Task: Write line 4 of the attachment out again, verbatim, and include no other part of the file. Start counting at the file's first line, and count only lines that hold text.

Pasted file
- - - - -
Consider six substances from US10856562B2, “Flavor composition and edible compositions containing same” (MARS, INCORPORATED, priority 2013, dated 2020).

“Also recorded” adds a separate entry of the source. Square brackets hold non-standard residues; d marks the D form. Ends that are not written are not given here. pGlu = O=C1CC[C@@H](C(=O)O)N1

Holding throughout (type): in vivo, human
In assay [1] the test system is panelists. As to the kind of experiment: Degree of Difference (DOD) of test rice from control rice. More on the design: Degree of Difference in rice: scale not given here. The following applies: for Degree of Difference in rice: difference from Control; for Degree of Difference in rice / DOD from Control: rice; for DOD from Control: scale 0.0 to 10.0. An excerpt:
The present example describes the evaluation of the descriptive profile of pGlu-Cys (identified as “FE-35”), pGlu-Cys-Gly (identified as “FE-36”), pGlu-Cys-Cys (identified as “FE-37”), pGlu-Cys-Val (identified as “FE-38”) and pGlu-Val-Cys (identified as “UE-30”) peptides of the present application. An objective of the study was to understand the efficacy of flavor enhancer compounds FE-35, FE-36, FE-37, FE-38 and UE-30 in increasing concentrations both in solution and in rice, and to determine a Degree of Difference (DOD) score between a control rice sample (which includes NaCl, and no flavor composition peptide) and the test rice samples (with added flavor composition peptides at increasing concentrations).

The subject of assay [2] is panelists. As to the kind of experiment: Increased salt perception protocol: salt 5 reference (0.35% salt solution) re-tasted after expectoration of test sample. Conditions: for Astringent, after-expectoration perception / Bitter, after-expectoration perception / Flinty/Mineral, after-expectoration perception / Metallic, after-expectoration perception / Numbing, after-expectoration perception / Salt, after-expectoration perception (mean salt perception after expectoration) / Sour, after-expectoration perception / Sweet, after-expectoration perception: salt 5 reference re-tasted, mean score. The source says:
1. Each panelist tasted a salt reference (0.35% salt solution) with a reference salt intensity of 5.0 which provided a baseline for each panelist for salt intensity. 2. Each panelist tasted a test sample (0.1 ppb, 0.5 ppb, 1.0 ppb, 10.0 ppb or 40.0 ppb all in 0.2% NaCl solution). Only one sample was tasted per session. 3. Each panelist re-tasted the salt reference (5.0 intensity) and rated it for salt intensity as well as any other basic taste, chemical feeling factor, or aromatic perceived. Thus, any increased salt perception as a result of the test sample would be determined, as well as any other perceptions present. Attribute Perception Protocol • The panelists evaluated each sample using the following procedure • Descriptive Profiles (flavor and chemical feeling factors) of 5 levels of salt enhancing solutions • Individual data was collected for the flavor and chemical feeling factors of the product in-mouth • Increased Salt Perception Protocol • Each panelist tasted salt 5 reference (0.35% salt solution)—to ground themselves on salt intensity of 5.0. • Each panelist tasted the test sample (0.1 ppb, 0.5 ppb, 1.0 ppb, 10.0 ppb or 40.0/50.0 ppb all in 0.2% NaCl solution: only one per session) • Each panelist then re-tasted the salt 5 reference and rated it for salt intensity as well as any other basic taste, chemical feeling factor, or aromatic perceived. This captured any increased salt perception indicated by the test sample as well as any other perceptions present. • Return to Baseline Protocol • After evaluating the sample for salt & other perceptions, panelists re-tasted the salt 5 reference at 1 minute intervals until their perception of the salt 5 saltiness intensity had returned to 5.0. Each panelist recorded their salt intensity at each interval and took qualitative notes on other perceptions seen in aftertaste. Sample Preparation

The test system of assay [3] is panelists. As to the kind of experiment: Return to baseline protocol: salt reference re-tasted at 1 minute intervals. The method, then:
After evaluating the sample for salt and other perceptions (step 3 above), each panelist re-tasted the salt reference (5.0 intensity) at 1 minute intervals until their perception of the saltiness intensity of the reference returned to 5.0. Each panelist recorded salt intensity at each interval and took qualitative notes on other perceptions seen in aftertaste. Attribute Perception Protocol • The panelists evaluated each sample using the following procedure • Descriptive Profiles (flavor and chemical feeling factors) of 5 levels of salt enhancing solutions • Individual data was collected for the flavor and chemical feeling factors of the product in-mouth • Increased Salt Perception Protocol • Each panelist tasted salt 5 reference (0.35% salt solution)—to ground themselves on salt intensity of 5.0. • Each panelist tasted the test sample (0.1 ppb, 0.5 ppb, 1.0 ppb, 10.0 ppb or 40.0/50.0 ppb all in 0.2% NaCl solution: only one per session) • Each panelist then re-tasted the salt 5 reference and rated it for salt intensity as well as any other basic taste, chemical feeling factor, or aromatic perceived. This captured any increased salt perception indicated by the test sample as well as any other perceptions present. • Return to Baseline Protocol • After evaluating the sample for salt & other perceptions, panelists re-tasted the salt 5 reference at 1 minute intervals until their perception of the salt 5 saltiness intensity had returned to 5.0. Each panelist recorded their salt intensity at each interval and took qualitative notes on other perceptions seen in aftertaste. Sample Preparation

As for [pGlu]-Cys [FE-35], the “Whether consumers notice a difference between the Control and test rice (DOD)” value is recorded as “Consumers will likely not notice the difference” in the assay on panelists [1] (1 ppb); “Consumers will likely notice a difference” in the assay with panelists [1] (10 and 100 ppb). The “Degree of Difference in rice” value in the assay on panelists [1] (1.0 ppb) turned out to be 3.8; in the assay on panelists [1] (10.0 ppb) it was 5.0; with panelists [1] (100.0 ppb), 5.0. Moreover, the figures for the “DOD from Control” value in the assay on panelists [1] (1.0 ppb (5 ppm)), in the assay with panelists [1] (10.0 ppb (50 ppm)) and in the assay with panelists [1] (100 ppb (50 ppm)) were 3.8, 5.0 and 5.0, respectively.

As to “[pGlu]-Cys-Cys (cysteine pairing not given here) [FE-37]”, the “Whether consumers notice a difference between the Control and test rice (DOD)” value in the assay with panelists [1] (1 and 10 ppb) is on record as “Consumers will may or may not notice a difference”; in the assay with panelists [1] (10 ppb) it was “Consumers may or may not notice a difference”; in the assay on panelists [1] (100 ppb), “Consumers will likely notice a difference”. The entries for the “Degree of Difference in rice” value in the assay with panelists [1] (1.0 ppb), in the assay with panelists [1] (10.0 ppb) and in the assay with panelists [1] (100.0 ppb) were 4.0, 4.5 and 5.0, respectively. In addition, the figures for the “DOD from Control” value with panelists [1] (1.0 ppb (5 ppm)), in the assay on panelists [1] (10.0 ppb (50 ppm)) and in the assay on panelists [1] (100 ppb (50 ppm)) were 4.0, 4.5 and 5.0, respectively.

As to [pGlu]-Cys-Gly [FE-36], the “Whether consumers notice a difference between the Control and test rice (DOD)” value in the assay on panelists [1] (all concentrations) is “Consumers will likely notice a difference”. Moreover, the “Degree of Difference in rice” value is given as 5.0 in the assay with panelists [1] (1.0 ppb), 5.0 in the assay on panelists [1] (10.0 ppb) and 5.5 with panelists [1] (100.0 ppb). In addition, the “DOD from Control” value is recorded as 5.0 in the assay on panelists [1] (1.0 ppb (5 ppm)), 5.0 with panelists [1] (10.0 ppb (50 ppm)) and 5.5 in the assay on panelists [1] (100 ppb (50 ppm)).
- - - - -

In assay [1] the test system is panelists. As to the kind of experiment: Degree of Difference (DOD) of test rice from control rice. More on the design: Degree of Difference in rice: scale not given here. The following applies: for Degree of Difference in rice: difference from Control; for Degree of Difference in rice / DOD from Control: rice; for DOD from Control: scale 0.0 to 10.0. An excerpt: